Ball of light flashes through sky in central Queensland
REPORTS of a large meteorite or other object lighting up the sky in central Queensland and hitting the earth are starting to flood Facebook.
There are reports of the meteorite and a bright flash being seen in Gladstone, Rockhampton, Emerald, Barcaldine and Moranbah.
Cameron Hewitt said in a post he was on his way home from Charters Towers, just north of the Cape River near Belyando Crossing when it hit.
"It looked like it was very close to me, within 15-30km. Be very interesting to know where it exactly hit.
"I was on the phone to a friend in Charters Towers when I saw the giant fireball with a trail (meteorite) come through the clouds and hit the ground, then as it hit the ground there was a massive flash like lightning.
"It was at the exact same time my friend on the phone said he saw what appeared to be a giant lightning flash, yet we were over 100km from each other."
Rebecca Arnaboldi said houses shook in Jericho and on properties further west, while Damian Lette said he saw it over Alpha.
Awhina J Williams said: "Saw flashes in Calliope, Blackwater has had quite a few reports, cousin in Springsure saw it, and a friend's mum in Blackall saw it. Amazing."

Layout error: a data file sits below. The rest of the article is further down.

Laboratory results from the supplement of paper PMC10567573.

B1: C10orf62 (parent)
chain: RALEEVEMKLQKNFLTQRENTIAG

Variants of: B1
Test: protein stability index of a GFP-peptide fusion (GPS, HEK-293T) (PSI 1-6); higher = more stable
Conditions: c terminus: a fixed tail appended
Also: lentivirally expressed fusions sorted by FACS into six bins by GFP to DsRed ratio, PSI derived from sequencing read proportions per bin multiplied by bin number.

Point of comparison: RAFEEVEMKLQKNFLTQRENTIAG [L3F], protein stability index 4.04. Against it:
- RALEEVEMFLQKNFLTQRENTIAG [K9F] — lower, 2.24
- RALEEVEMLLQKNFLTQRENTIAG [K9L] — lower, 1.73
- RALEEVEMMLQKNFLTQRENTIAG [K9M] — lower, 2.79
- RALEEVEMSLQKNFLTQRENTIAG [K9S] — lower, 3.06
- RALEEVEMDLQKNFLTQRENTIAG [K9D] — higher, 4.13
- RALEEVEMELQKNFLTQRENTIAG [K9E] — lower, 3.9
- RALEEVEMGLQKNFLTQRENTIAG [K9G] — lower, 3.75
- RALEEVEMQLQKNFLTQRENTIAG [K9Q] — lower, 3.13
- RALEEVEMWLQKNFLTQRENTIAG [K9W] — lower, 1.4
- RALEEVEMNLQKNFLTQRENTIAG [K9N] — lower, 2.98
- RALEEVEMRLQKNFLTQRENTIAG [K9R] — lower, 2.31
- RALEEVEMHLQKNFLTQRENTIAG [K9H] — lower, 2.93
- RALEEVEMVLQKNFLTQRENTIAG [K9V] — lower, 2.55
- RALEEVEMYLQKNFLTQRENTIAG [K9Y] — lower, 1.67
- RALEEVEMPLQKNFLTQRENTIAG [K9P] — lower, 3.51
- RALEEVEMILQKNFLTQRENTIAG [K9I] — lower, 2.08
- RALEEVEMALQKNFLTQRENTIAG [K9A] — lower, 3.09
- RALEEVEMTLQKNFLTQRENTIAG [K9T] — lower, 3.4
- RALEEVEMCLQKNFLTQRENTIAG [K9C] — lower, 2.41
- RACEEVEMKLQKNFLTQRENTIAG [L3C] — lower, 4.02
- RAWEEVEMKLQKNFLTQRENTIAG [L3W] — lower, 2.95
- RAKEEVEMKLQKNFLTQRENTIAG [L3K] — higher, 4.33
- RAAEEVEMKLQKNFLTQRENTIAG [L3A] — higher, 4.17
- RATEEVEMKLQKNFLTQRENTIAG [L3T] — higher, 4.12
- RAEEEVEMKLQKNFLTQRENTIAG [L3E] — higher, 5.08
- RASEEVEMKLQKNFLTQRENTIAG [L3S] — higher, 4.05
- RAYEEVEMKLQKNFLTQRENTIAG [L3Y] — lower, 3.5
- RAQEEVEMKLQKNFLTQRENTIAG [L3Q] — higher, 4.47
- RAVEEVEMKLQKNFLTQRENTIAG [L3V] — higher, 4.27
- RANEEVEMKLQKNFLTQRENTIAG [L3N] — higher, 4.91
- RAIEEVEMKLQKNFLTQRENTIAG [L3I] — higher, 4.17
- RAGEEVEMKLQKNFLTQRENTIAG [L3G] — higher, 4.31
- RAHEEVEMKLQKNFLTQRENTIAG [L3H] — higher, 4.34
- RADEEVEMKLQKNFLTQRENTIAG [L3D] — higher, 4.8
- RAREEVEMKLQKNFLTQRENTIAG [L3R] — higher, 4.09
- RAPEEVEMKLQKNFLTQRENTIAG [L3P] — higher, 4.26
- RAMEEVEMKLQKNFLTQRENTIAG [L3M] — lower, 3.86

Other posters reported seeing the meteorite in Calliope and Gladstone.
Jacqueline Macdonald-Camden saw it on the way from Emerald to Blackwater.
"It was enormous, long tail and very bright. Looks like it exploded. People in Jericho are saying their houses shook."
There have been reports the ball of light crashed to the earth in Townsville.
Police said officers in Townsville had received just one report about the incident, and had made inquiries to ensure it wasn't an aviation accident.
Astronomer Owen Bennedick, from Wappa Falls Observatory in Yandina on the Sunshine Coast, suggested the object was not a meteor but more likely part of a satellite re-entering the Earth's atmosphere.
"Each different metal or each different plastic that a satellite's made of will burn at a different temperature and have a different colour spectrum," he told the ABC.
Mr Bennedick said the spectacle of an impact could be an optical illusion.
"Only the heavier objects make it to ground - the rest of it burns up in the atmosphere," he said.
"My experience is that most people think it's landed just over the next door hill, but the pieces have actually landed hundreds of kilometres away."